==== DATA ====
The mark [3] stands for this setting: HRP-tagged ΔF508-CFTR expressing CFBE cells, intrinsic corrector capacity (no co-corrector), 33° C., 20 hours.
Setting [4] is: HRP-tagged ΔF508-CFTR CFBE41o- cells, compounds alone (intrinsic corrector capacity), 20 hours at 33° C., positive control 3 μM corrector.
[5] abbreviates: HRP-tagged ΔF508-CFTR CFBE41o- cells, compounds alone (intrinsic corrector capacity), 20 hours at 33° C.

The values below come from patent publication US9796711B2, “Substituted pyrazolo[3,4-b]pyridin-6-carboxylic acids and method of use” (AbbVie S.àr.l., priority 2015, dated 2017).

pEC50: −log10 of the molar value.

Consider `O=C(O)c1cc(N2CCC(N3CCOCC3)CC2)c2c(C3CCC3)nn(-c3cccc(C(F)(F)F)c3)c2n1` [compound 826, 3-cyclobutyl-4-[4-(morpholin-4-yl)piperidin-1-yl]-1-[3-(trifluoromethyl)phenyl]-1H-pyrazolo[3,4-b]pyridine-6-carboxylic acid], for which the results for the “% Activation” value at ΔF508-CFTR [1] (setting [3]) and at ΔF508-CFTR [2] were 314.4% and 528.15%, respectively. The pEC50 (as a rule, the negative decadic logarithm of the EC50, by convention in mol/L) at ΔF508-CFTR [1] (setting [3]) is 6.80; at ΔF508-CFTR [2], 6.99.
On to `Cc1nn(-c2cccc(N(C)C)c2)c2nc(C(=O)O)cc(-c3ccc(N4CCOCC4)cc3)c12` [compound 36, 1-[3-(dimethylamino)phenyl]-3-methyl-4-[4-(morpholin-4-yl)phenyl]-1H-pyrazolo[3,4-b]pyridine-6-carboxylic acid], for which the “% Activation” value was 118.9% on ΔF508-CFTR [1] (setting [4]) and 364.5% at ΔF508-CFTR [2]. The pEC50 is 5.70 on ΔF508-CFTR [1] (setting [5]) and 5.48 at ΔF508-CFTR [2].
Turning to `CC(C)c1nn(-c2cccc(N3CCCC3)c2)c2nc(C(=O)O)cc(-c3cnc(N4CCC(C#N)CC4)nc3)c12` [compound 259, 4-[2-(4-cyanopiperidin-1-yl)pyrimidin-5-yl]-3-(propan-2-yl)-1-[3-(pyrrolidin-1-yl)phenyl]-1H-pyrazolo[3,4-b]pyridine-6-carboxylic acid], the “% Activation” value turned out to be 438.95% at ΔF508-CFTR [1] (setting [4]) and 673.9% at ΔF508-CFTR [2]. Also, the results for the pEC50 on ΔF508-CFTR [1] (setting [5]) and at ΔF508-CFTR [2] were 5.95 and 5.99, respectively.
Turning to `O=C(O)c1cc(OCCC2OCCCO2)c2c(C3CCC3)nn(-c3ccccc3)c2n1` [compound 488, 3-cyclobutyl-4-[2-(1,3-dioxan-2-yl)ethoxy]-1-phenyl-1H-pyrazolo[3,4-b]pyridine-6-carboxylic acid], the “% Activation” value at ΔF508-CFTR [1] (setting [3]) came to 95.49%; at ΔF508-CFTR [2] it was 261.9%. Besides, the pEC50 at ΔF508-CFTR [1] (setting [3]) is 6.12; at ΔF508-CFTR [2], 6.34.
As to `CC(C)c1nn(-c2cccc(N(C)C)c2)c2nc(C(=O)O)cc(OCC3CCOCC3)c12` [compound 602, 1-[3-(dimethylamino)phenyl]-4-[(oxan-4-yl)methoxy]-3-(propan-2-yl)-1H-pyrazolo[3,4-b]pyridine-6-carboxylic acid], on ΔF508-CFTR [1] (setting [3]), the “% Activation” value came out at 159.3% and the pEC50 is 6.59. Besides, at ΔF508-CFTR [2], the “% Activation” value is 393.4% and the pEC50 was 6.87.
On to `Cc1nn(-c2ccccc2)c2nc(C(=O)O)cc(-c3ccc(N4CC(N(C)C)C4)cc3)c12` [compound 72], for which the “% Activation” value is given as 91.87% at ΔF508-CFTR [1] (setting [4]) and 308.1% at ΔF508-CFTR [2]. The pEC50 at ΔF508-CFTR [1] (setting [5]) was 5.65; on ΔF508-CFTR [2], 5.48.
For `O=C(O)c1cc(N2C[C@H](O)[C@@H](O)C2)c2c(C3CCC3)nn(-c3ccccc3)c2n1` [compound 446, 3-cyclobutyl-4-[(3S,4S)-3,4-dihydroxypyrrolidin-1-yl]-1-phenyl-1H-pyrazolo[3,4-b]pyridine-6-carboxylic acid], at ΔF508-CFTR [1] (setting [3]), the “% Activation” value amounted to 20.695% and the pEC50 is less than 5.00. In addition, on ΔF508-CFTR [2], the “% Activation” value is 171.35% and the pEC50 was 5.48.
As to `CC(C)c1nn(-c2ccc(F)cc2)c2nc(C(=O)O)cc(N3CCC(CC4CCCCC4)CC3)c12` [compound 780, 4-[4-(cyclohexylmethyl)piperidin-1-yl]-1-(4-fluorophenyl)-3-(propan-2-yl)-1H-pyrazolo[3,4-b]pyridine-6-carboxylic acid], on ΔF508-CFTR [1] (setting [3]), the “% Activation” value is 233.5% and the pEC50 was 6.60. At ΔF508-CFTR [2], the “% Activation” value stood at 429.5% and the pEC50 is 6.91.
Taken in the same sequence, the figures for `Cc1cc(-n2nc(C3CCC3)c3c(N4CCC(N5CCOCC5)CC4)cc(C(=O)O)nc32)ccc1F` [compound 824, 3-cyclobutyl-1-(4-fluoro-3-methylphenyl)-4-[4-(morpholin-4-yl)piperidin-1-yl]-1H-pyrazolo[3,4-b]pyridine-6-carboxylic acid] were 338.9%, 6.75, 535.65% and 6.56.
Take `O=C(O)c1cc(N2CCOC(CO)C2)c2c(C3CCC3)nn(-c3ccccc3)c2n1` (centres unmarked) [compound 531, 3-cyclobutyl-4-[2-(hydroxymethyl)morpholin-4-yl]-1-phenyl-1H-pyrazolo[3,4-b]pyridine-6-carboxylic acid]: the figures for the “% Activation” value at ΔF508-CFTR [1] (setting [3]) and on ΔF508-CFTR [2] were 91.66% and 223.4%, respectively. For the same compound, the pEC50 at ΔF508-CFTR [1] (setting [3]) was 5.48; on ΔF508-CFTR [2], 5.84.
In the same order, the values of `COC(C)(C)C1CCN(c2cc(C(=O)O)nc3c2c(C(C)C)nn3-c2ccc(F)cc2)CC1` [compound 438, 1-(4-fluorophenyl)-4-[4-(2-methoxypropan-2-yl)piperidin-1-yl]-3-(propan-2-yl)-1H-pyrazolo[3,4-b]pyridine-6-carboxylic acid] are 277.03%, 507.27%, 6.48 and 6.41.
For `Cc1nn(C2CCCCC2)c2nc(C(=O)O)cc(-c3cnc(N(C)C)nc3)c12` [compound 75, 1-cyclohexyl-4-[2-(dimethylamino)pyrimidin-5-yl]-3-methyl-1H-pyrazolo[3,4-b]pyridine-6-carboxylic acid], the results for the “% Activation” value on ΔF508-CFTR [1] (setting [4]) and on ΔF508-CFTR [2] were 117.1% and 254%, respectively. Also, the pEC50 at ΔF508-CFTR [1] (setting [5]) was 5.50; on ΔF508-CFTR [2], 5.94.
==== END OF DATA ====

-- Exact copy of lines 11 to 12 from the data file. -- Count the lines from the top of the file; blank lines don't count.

On to `Cc1nn(-c2ccccc2)c2nc(C(=O)O)cc(-c3ccc(N4CC(N(C)C)C4)cc3)c12` [compound 72], for which the “% Activation” value is given as 91.87% at ΔF508-CFTR [1] (setting [4]) and 308.1% at ΔF508-CFTR [2]. The pEC50 at ΔF508-CFTR [1] (setting [5]) was 5.65; on ΔF508-CFTR [2], 5.48.
For `O=C(O)c1cc(N2C[C@H](O)[C@@H](O)C2)c2c(C3CCC3)nn(-c3ccccc3)c2n1` [compound 446, 3-cyclobutyl-4-[(3S,4S)-3,4-dihydroxypyrrolidin-1-yl]-1-phenyl-1H-pyrazolo[3,4-b]pyridine-6-carboxylic acid], at ΔF508-CFTR [1] (setting [3]), the “% Activation” value amounted to 20.695% and the pEC50 is less than 5.00. In addition, on ΔF508-CFTR [2], the “% Activation” value is 171.35% and the pEC50 was 5.48.